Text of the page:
Demand for oil is continuing to grow, and threatens to burn up excess oil capacity by 2012, according to a new report released today by the International Energy Agency.
Excess capacity in OPEC is forecast to drop by 2 million gallons per day by 2009, and to virtually zero out by 2012. It won't take until 2012 -- or 2009 for that matter -- for the cost of that tight supply to ripple through the economy straight down to the American homeowner and car driver.
Worldwide demand for oil is forecast to increase 11.2% in the next five years. "It is possible that the supply crunch could be deferred -- but not by much," the report's executive summary reads.
Even a slowdown in the global economy would give no more than a one-year cushion, before the world reaches "the point at which oil demand growth surpasses the growth in global oil capacity," the report reads.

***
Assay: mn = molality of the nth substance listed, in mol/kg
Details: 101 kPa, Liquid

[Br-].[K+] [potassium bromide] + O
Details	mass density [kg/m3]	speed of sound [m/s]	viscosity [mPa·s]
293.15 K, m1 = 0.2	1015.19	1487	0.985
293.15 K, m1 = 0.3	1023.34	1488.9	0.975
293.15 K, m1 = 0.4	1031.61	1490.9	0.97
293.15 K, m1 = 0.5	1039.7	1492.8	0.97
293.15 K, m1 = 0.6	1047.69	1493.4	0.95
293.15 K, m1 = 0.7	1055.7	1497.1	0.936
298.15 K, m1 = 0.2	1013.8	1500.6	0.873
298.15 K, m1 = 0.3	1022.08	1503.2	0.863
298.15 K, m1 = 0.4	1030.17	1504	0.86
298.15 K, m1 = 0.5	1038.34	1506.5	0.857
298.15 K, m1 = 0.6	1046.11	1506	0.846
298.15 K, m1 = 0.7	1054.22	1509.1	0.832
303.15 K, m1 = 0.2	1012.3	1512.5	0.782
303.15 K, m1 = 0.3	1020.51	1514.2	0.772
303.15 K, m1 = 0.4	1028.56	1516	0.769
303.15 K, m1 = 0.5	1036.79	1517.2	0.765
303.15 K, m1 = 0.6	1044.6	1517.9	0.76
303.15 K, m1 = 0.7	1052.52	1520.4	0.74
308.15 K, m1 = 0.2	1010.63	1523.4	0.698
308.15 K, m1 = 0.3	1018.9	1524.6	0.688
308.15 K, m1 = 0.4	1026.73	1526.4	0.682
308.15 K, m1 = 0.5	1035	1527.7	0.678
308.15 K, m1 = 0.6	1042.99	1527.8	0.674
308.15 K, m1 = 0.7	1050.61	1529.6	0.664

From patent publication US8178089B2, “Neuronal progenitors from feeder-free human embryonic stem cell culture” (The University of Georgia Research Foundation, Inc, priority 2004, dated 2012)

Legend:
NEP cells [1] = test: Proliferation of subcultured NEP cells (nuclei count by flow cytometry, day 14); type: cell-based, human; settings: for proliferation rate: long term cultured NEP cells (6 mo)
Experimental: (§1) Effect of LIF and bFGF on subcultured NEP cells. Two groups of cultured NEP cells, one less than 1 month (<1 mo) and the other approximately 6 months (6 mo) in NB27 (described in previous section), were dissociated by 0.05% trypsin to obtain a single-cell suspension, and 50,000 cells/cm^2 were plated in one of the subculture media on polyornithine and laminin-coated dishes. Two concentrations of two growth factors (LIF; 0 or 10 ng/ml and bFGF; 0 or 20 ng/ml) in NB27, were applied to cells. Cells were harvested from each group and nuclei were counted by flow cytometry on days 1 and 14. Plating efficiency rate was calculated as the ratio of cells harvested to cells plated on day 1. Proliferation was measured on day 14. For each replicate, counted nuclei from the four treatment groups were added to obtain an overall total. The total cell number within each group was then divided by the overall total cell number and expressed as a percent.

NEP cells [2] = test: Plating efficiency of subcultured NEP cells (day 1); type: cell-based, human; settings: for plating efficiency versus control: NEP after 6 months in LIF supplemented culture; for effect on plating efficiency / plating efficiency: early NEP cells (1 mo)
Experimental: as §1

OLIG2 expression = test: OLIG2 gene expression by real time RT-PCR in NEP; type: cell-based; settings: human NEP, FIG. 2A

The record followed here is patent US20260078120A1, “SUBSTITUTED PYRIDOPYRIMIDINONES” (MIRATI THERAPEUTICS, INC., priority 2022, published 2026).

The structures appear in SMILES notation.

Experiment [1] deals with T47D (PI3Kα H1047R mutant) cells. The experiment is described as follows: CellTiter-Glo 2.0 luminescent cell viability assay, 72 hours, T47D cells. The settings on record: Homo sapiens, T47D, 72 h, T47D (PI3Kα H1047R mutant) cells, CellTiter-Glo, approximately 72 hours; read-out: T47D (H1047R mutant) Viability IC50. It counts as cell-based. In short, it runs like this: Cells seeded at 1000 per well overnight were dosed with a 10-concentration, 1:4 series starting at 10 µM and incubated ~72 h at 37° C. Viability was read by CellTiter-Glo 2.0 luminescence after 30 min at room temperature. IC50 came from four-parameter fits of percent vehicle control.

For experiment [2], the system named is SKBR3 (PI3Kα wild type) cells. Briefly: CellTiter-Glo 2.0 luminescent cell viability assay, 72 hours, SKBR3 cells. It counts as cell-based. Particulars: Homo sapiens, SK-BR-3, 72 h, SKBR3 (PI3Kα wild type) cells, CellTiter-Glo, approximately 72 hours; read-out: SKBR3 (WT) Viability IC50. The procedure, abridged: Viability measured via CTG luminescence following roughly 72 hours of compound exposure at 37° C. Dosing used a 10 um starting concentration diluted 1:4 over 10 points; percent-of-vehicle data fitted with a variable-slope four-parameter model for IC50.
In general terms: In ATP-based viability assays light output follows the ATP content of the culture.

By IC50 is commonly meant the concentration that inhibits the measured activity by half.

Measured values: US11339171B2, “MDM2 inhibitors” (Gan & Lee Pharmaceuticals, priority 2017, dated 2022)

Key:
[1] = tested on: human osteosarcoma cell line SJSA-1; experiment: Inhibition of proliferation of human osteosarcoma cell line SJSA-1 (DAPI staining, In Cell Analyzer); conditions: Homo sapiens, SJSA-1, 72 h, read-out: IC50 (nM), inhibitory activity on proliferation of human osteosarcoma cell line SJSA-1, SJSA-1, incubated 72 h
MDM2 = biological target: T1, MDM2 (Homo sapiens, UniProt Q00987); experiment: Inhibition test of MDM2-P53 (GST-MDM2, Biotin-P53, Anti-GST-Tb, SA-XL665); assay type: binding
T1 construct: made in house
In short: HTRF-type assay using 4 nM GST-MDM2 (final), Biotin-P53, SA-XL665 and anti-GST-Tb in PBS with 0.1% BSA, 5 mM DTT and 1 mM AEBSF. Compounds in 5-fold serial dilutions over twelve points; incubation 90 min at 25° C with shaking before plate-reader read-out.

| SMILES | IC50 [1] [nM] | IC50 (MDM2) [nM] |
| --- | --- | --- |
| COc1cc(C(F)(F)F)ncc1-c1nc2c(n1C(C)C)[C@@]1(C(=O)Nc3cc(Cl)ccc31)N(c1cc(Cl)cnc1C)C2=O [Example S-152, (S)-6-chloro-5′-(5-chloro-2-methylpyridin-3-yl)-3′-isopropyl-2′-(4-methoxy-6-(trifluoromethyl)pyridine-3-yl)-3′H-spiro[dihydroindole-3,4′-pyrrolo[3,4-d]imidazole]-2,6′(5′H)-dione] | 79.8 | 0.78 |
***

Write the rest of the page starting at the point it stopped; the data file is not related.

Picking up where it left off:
While this imbalance has a lot to do with oil pumping capacity and political volatility, it sounds an awful lot like "peak oil" -- the point at which the Earth's supply of fossil fuel oil is pumped at its maximum rate, leaving less and less oil available each year, even if demand increases.
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